Water Quality B/C

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Re: Water Quality B/C

Postby Azismith » March 29th, 2013, 2:17 pm

What happens when you factor aquatic life into the picture? As the temperature of the pond increases, wouldn't the metabolic rate, and thus the respiration of the organisms in the pond increase? This would create more carbon dioxide, which would react with the water to form carbonic acid (I believe that it is carbonic). But, as the temp. increases, the pond can hold fewer gases (is this right?), so the CO2 would escape from the pond w/out acidifying it. Or, the plants in the pond would convert this to DO, which wouldn't affect the pH (at least not directly). So, would the temperature/pH relationship acidify at first, then level out? Or is that completely the wrong chain of thought? Thank you!

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Re: Water Quality B/C

Postby caseyotis » March 29th, 2013, 9:28 pm

Azismith wrote:What happens when you factor aquatic life into the picture? As the temperature of the pond increases, wouldn't the metabolic rate, and thus the respiration of the organisms in the pond increase? This would create more carbon dioxide, which would react with the water to form carbonic acid (I believe that it is carbonic). But, as the temp. increases, the pond can hold fewer gases (is this right?), so the CO2 would escape from the pond w/out acidifying it. Or, the plants in the pond would convert this to DO, which wouldn't affect the pH (at least not directly). So, would the temperature/pH relationship acidify at first, then level out? Or is that completely the wrong chain of thought? Thank you!


I... I have no idea. But I am fairly certain that you shouldn't go into that much detail, especially in Div. B! :lol:
I believe the acidification is minimal and not very important, but you can research more online. It's all too complicated for me.
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Re: Water Quality B/C

Postby silentsage » April 2nd, 2013, 1:28 pm

From what I've found, and a test I took, I thought that pH naturally decreases with time during the day because organisms undergoing photosynthesis released CO2, an acid, thereby lowering pH, which rises back up overnight. The temperature of water should not affect the amount of dissolved gases because 1) The solubility of water will not change so significantly with temperature (we're not exceeding habitable temperatures, are we?) and 2) I would be very surprised if the water was completely saturated with CO2. There can be more DO than water in some cases (above 110% is unhealthy), so I do not believe that this would be an issue.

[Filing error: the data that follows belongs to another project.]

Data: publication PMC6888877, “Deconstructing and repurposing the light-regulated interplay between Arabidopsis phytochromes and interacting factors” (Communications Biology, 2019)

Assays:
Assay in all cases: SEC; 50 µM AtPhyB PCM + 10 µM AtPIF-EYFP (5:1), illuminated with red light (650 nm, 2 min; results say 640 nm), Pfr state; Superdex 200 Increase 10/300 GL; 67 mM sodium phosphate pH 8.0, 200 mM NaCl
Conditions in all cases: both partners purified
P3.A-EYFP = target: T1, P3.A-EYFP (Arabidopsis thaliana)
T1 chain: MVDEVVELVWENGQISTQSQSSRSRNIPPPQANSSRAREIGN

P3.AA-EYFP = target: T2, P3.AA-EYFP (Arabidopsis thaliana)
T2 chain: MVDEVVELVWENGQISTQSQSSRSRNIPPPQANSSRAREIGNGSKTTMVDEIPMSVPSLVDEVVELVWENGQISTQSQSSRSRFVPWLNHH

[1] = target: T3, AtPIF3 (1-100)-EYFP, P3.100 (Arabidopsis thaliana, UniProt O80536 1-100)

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Re: Water Quality B/C

Postby ScienceOlympian » April 2nd, 2013, 7:36 pm

Which part, in your opinion, is the most important? (Part One, Two, or Three?)
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Re: Water Quality B/C

Postby Azismith » April 2nd, 2013, 7:39 pm

Thank you!!
One thing though, even in the 'habitable' temperatures, I believe that the DO is affected quite a bit by temperature. I tried looking up 'temperature dissolved oxygen graph' on google pictures and was really surprised at how much temp. affected DO.
In addition, isn't it the organisms that 'respirate' (fish, etc.) that exhale the CO2, which then reacts with water to form carbonic acid?
Also, another question: In what sort of scenario can water be 110% saturated? I have also found that it can happen, but I don't quite understand how.

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Re: Water Quality B/C

Postby Epicness101 » April 3rd, 2013, 3:38 pm

Somebody correct me if i'm wrong.

The current scenario you're describing goes something along the lines of supersaturation. One possible scenario is, well, beer. Under the high pressures inside the beer bottle, the carbon dioxide gas is easily dissolved by the water. At atmospheric pressures, such as when the beer bottle is opened, the solubility of the beer is lower, leading to the beer becoming supersaturated.

Another example. quite simply, is a cloud in an area/volume of water vapor
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Re: Water Quality B/C

Postby caseyotis » April 3rd, 2013, 4:56 pm